Aspects of some embodiments of the present invention may be described with reference to FIG. 3. In these embodiments, an original image 20 may be transformed to obtain subband outputs 21, 22, and 23. Each transform output corresponds to a filtering process wherein the original image 20 is filtered horizontally and vertically using a high-pass or low-pass filter depending on the subband. In an exemplary embodiment shown in FIG. 3, the original image 20 is low-pass filtered horizontally and high-pass filtered vertically to produce subband output LH1 21. The original image 20 is also high-pass filtered horizontally and the result is low-pass filtered vertically to produce subband output HL1 22. The horizontally-low-pass filtered image may also be low-pass filtered vertically to produce subband output LL1 23. In these embodiments, the LL subband 23 may represent a de-noised image, the LH subband 21 may represent a vertical edge signal and the HL subband 22 may represent a horizontal edge signal. In some embodiments, overcomplete transforms may be used. Some embodiments, unlike conventional wavelet transforms, do not decimate image resolution so that each subband has the same resolution as the input image 20.

In some embodiments, an edge energy feature may be obtained by conventional 1-norm measurement as shown in Equation 1 below.
EE k(i, j)=|LH k(i, j)|+|HL k(i, j)|  (1)
The edge energy feature is defined as EE for simplicity. And, i and j represent the horizontal and vertical positions of an image sample, respectively.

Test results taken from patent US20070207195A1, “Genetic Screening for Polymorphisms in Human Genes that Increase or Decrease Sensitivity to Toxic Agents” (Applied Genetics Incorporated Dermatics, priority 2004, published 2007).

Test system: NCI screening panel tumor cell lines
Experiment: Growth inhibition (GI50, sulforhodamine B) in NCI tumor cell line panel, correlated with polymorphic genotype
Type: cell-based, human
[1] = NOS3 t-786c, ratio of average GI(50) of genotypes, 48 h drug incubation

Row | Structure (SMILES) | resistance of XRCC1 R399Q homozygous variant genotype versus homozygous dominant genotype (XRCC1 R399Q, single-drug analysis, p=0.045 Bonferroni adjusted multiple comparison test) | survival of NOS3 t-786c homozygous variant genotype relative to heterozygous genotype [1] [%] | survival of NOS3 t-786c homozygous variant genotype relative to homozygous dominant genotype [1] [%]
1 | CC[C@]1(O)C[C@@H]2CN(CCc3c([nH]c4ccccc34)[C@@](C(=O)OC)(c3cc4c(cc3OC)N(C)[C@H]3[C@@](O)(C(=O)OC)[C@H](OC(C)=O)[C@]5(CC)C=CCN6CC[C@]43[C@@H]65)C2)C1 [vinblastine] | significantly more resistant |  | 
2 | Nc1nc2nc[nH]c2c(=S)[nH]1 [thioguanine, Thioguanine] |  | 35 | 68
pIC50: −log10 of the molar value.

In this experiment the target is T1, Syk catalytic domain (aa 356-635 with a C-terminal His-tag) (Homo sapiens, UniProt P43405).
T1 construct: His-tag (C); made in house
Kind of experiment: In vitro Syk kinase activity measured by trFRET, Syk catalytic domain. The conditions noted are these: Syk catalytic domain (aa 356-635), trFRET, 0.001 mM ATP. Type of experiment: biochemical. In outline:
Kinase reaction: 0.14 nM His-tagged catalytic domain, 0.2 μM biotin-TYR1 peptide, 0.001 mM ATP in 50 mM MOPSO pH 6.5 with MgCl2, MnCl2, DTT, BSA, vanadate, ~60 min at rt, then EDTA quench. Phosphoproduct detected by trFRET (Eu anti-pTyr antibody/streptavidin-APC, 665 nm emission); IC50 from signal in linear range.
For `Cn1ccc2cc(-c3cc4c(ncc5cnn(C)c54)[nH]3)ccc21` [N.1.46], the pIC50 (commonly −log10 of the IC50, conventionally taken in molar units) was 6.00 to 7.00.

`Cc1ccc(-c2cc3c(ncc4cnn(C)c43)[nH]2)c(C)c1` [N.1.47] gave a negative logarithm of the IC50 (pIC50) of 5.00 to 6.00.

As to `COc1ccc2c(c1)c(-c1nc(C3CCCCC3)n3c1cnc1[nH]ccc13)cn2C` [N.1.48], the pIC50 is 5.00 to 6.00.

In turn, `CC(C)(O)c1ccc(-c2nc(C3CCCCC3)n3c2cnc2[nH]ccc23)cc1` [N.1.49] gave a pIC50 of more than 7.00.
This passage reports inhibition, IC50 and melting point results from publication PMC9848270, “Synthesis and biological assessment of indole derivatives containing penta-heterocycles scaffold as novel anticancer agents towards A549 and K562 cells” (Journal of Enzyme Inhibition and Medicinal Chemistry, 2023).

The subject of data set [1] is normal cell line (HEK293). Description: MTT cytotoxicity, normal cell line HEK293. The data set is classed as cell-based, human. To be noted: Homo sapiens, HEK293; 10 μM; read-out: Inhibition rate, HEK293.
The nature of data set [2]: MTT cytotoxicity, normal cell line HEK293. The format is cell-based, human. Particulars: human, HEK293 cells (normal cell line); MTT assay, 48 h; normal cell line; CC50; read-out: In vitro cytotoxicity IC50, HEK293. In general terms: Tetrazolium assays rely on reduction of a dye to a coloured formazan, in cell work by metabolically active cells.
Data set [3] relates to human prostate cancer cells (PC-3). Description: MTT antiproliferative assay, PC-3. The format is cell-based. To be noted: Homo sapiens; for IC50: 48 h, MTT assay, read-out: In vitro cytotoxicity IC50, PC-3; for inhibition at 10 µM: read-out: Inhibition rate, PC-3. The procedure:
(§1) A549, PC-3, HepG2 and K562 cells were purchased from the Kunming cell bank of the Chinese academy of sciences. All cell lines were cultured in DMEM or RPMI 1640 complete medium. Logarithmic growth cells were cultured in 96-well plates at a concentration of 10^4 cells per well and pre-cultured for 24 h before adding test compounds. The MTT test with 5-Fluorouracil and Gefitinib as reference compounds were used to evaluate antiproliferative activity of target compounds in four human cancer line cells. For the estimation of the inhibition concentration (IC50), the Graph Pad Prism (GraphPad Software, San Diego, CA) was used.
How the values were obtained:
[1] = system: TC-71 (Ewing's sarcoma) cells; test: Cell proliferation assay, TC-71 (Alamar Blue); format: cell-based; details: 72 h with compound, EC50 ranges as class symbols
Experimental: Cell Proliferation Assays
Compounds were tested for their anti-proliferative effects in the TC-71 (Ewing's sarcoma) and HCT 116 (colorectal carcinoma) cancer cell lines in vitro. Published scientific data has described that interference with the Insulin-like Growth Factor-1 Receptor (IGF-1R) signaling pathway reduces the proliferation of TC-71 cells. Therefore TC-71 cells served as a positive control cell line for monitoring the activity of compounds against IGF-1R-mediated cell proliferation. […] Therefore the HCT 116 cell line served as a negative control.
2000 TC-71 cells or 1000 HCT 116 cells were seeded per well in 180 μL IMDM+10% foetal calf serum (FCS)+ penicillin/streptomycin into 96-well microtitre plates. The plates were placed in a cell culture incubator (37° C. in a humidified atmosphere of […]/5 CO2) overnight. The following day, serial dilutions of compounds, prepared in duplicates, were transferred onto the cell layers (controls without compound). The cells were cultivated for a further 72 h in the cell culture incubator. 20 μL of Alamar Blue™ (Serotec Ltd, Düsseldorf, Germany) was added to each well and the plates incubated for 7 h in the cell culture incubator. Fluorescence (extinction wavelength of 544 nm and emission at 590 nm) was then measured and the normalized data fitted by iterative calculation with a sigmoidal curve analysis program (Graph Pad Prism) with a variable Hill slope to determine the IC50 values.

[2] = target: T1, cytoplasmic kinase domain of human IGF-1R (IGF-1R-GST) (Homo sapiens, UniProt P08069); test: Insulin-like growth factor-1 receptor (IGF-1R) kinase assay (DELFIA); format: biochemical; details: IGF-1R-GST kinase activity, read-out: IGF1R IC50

In other embodiments, other edge energy detection and calculation methods may be used to generate an edge energy feature. In the embodiments illustrated in FIG. 3, the edge energy feature 24 is calculated by adding the absolute values of LH and HL subband outputs 21 and 22. On the first transform iteration 25, which is performed on the original image 20 a first level edge energy feature 24 may be generated based on the subband outputs 21, 22, and 23 produced therein.

Since the intensity of some noises may be too strong to be eliminated by one filtering iteration, in some embodiments, the filtering or transform process may be repeated multiple times. In some embodiments, illustrated in FIG. 4, a multiple-iteration filtering or transform process may be used. In these embodiments, doubly-low-pass-filtered subband output 23 may be used as input to the next filtering process 26 and the LL subband output 30 from that process 26 may be used as input in a subsequent filtering process 27. In each filtering process 25, 26 and 27, an edge energy feature may be generated 24, 28 and 29. In some embodiments, this repeated approach gives better discriminating power. For these multiple-filtering-process embodiments, the subscript k in Eq. 1 refers to the number of layers, i.e. EE1, EE2, and so on.